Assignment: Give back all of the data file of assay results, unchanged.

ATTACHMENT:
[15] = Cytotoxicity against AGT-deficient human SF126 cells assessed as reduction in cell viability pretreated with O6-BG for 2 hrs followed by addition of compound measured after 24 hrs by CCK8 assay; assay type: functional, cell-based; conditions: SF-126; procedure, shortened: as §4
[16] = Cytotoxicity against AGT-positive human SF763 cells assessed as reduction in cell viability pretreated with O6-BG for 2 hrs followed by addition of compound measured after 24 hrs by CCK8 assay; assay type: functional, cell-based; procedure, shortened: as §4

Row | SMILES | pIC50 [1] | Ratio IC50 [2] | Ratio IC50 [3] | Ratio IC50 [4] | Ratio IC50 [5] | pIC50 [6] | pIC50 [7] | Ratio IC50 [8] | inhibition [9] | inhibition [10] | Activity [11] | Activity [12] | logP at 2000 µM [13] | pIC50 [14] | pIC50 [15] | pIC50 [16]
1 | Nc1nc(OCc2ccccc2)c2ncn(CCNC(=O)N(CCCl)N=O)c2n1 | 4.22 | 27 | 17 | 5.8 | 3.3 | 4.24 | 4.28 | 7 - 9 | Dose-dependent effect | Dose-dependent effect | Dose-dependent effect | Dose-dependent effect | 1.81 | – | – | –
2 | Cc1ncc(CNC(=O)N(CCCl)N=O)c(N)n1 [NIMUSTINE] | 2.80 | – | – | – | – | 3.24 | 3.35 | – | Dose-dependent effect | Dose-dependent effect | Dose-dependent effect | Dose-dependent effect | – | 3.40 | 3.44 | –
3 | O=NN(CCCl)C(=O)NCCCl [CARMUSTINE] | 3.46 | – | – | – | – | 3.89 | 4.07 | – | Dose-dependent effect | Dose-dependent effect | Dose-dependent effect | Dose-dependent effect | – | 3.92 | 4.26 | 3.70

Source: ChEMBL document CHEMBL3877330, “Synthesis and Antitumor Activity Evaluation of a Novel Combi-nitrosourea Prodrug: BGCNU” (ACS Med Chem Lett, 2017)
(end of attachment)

[15] = Cytotoxicity against AGT-deficient human SF126 cells assessed as reduction in cell viability pretreated with O6-BG for 2 hrs followed by addition of compound measured after 24 hrs by CCK8 assay; assay type: functional, cell-based; conditions: SF-126; procedure, shortened: as §4
[16] = Cytotoxicity against AGT-positive human SF763 cells assessed as reduction in cell viability pretreated with O6-BG for 2 hrs followed by addition of compound measured after 24 hrs by CCK8 assay; assay type: functional, cell-based; procedure, shortened: as §4

Row | SMILES | pIC50 [1] | Ratio IC50 [2] | Ratio IC50 [3] | Ratio IC50 [4] | Ratio IC50 [5] | pIC50 [6] | pIC50 [7] | Ratio IC50 [8] | inhibition [9] | inhibition [10] | Activity [11] | Activity [12] | logP at 2000 µM [13] | pIC50 [14] | pIC50 [15] | pIC50 [16]
1 | Nc1nc(OCc2ccccc2)c2ncn(CCNC(=O)N(CCCl)N=O)c2n1 | 4.22 | 27 | 17 | 5.8 | 3.3 | 4.24 | 4.28 | 7 - 9 | Dose-dependent effect | Dose-dependent effect | Dose-dependent effect | Dose-dependent effect | 1.81 | – | – | –
2 | Cc1ncc(CNC(=O)N(CCCl)N=O)c(N)n1 [NIMUSTINE] | 2.80 | – | – | – | – | 3.24 | 3.35 | – | Dose-dependent effect | Dose-dependent effect | Dose-dependent effect | Dose-dependent effect | – | 3.40 | 3.44 | –
3 | O=NN(CCCl)C(=O)NCCCl [CARMUSTINE] | 3.46 | – | – | – | – | 3.89 | 4.07 | – | Dose-dependent effect | Dose-dependent effect | Dose-dependent effect | Dose-dependent effect | – | 3.92 | 4.26 | 3.70

Source: ChEMBL document CHEMBL3877330, “Synthesis and Antitumor Activity Evaluation of a Novel Combi-nitrosourea Prodrug: BGCNU” (ACS Med Chem Lett, 2017)